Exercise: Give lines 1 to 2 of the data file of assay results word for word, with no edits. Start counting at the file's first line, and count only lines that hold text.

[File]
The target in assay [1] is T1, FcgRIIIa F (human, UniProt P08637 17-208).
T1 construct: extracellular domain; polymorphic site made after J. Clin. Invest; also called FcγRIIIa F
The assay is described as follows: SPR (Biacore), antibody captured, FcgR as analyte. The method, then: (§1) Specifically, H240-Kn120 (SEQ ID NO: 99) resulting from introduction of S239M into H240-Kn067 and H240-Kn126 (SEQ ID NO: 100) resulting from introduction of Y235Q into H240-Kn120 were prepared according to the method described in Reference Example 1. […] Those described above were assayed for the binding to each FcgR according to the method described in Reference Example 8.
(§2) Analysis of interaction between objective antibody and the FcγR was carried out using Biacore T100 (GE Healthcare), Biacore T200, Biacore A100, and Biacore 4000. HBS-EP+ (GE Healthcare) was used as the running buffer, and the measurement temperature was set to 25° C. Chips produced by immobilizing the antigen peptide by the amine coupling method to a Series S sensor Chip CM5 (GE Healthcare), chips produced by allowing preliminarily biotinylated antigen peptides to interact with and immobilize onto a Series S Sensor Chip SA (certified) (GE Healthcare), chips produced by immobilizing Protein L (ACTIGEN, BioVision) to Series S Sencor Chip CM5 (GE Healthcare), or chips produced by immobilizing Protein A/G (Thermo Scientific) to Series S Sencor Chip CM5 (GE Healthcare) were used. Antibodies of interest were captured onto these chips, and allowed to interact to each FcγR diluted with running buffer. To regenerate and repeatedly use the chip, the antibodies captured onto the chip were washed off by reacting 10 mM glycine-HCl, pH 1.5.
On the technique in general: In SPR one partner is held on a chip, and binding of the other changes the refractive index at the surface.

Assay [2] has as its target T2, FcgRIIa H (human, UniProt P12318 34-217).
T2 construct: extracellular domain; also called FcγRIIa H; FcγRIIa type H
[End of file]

The target in assay [1] is T1, FcgRIIIa F (human, UniProt P08637 17-208).
T1 construct: extracellular domain; polymorphic site made after J. Clin. Invest; also called FcγRIIIa F